Generally, FHV- infected cats display acute upper respiratory and ocular disease with usually 2 to 6 days incubation period, or may be longer (Gaskell and Povey 1979, Stiles 2000, Gaskell, Dawson et al. 2007) with depression, fever, lethargy, inappetence, pyrexia, sneezing, coughing, nasal discharge, and conjunctivitis with ocular discharge depending on the viral exposure and individual susceptibility (Hoover, Rohovsky et al. 1970, Crandell 1973, Stiles 2000, Gaskell, Dawson et al. 2007, Thiry, Addie et al. 2009) (Gaskell R.M., Dawson S, 1994). Also, excessive salivation with drooling may also be observed during the initial clinical signs of the disease (Gaskell, Dawson et al. 2007).Once the virus reaches the lungs, pneumonia may kill the infected kittens (Stiles 2000, Thiry, Addie et al. 2009) (Gaskell R, et al. 2006).
The primary FHV- 1 infection with secondary bacterial infection leads in conjunctivitis sometimes with severe hyperemia and chemosis. The conjunctivitis is manifested as hyperaemia or redness with serous discharge, progressing to mucopurulent ocular discharge whereas, chemosis is swelling or oedema of the conjunctiva which may occur to a lesser extent (Stiles 2000, Andrew 2001, Gaskell, Dawson et al. 2007, Gould 2011).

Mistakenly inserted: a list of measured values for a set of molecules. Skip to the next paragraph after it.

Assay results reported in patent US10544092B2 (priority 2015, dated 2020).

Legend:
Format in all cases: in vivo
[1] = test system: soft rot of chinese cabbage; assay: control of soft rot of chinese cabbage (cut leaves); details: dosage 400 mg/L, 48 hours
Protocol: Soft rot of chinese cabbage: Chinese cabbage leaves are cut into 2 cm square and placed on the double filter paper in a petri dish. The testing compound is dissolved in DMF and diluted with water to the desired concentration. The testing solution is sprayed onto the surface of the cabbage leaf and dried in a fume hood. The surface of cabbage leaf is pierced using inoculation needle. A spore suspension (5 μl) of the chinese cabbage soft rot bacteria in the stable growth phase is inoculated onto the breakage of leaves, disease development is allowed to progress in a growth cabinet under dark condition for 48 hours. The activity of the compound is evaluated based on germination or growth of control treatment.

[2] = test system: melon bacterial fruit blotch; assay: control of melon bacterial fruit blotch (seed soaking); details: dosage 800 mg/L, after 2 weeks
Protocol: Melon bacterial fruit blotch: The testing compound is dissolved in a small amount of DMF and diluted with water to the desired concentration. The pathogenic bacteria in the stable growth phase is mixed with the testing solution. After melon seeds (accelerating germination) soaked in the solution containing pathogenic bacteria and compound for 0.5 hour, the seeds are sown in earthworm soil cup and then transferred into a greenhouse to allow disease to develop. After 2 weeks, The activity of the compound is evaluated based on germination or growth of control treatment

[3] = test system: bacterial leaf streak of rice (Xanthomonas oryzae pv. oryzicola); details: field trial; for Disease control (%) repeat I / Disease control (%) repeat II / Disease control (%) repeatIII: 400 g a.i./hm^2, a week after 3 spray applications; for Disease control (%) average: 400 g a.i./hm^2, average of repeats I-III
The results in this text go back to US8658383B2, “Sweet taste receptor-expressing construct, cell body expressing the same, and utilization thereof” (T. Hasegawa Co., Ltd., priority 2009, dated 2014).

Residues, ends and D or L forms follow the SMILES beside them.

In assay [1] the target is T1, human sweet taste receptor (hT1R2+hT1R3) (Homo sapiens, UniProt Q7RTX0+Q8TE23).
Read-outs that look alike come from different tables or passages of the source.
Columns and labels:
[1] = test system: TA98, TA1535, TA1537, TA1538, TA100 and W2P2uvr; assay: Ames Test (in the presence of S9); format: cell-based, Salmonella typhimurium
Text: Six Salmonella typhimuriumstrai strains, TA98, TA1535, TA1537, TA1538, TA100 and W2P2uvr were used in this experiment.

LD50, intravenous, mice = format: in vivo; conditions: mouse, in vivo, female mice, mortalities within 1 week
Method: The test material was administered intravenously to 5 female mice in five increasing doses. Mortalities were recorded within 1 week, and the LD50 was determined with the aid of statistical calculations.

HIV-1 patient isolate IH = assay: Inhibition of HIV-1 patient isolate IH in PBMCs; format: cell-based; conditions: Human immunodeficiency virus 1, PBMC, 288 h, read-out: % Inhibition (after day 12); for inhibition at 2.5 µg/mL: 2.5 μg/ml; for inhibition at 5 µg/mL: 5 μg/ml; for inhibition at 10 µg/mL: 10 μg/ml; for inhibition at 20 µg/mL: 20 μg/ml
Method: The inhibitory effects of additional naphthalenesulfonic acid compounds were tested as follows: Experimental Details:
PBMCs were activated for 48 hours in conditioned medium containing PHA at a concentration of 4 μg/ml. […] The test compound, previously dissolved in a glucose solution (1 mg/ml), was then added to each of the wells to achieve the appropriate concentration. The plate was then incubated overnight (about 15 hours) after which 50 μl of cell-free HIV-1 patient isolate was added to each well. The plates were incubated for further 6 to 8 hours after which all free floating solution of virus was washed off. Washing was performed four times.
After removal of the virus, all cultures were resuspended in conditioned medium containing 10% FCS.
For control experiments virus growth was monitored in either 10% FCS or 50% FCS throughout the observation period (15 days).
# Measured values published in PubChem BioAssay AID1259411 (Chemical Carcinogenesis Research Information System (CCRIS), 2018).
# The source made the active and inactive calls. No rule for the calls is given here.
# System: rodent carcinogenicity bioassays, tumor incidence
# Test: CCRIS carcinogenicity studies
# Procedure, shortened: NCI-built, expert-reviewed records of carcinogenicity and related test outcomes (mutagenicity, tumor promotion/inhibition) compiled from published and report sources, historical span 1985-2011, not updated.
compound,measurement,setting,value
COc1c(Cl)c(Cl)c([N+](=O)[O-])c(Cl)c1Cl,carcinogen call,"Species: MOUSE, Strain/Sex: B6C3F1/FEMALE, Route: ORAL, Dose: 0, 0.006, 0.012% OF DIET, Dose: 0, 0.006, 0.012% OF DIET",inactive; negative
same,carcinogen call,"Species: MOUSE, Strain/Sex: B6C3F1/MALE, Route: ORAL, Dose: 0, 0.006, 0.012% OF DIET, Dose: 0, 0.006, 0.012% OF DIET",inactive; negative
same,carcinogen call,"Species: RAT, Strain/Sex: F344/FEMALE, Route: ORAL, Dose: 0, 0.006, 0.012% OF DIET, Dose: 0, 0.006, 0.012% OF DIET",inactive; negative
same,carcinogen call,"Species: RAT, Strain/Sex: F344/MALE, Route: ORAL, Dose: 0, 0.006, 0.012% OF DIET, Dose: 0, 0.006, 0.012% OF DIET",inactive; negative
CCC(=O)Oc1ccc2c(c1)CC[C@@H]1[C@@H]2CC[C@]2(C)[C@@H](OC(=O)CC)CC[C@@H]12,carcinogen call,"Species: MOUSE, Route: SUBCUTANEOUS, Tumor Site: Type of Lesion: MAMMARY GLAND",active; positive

In some cases, oral and skin ulcers, dermatitis, neurological signs and stomatitis syndrome occurs, characterized by eosinophilic infiltration, which is occasionally persistent (Hargis and Ginn 1999, Gaskell, Dawson et al. 2007, Thiry, Addie et al. 2009) (Gaskell R, et al. 2006) (Hargis AM, Ginn PE, 1999). Abortion is less frequent as compared to other herpesviruses and is most likely an indirect effect of the virus, instead due to the severe systemic effects of the illness (Hoover and Griesemer 1971, Gaskell, Dawson et al. 2007, Thiry, Addie et al. 2009).
Acute primary infection of FHV- 1 in the corneal epithelial cell results to corneal ulceration (Gould 2011) which is associated with the spread of the virus to the corneal epithelium (Stiles 2000). When these ulcers progresses, it leads to the involvement of deeper stromal layers (Stiles 2000) which is very significant due to its potential vision-threatening stromal opacification and scarring (Nasisse 1990, Andrew 2001). These corneal ulcers and severe conjunctivitis, with the occurrence of chemosis may lead to symblepharon involving the cornea (Stiles 2000). This may cause inability to blink, destruction of the lacrimal gland ductules (with resultant functional keratoconjunctivitis sicca [KCS]), and conjunctivalisation of the cornea, leading to blindness (Maggs 2005, Thiry, Addie et al. 2009, Gould 2011).
Secondary to chronic corneal ulceration may lead to the formation of corneal sequestra. It is the degeneration of a focal area of corneal stroma and is associated with a brown/black discolouration as the sequestrum progresses (Stiles 2000, Gould 2011).